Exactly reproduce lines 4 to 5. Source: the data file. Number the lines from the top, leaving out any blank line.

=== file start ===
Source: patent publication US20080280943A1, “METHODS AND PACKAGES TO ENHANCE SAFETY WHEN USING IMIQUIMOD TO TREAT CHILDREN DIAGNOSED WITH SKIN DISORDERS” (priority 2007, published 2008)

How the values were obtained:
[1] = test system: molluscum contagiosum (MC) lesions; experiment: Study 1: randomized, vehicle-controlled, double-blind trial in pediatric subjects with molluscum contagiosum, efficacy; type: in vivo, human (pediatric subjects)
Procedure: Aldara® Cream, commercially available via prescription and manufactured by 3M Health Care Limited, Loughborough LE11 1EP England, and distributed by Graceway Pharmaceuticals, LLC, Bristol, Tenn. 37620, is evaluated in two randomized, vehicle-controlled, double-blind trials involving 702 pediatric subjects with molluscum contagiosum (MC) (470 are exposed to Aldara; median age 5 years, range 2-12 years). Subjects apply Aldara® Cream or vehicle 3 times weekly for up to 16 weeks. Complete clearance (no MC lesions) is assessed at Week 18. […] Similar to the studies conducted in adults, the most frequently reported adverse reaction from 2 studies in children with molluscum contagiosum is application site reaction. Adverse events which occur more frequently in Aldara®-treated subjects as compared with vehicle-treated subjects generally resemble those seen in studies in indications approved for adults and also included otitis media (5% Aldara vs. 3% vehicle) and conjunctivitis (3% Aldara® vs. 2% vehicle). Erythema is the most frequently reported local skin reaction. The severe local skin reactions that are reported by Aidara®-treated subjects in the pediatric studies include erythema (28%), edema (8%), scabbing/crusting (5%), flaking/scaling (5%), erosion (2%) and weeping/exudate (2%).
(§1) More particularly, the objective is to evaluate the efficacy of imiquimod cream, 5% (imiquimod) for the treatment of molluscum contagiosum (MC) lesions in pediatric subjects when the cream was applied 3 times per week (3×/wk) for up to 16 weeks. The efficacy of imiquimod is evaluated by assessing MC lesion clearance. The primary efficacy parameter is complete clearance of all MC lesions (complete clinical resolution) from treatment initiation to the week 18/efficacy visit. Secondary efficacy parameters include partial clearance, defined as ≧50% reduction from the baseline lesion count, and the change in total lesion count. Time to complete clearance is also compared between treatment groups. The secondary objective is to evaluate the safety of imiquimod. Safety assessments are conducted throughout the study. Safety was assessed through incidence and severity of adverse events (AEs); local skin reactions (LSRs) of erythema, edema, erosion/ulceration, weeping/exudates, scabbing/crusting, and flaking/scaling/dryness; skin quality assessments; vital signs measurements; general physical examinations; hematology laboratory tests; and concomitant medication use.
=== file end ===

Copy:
Procedure: Aldara® Cream, commercially available via prescription and manufactured by 3M Health Care Limited, Loughborough LE11 1EP England, and distributed by Graceway Pharmaceuticals, LLC, Bristol, Tenn. 37620, is evaluated in two randomized, vehicle-controlled, double-blind trials involving 702 pediatric subjects with molluscum contagiosum (MC) (470 are exposed to Aldara; median age 5 years, range 2-12 years). Subjects apply Aldara® Cream or vehicle 3 times weekly for up to 16 weeks. Complete clearance (no MC lesions) is assessed at Week 18. […] Similar to the studies conducted in adults, the most frequently reported adverse reaction from 2 studies in children with molluscum contagiosum is application site reaction. Adverse events which occur more frequently in Aldara®-treated subjects as compared with vehicle-treated subjects generally resemble those seen in studies in indications approved for adults and also included otitis media (5% Aldara vs. 3% vehicle) and conjunctivitis (3% Aldara® vs. 2% vehicle). Erythema is the most frequently reported local skin reaction. The severe local skin reactions that are reported by Aidara®-treated subjects in the pediatric studies include erythema (28%), edema (8%), scabbing/crusting (5%), flaking/scaling (5%), erosion (2%) and weeping/exudate (2%).
(§1) More particularly, the objective is to evaluate the efficacy of imiquimod cream, 5% (imiquimod) for the treatment of molluscum contagiosum (MC) lesions in pediatric subjects when the cream was applied 3 times per week (3×/wk) for up to 16 weeks. The efficacy of imiquimod is evaluated by assessing MC lesion clearance. The primary efficacy parameter is complete clearance of all MC lesions (complete clinical resolution) from treatment initiation to the week 18/efficacy visit. Secondary efficacy parameters include partial clearance, defined as ≧50% reduction from the baseline lesion count, and the change in total lesion count. Time to complete clearance is also compared between treatment groups. The secondary objective is to evaluate the safety of imiquimod. Safety assessments are conducted throughout the study. Safety was assessed through incidence and severity of adverse events (AEs); local skin reactions (LSRs) of erythema, edema, erosion/ulceration, weeping/exudates, scabbing/crusting, and flaking/scaling/dryness; skin quality assessments; vital signs measurements; general physical examinations; hematology laboratory tests; and concomitant medication use.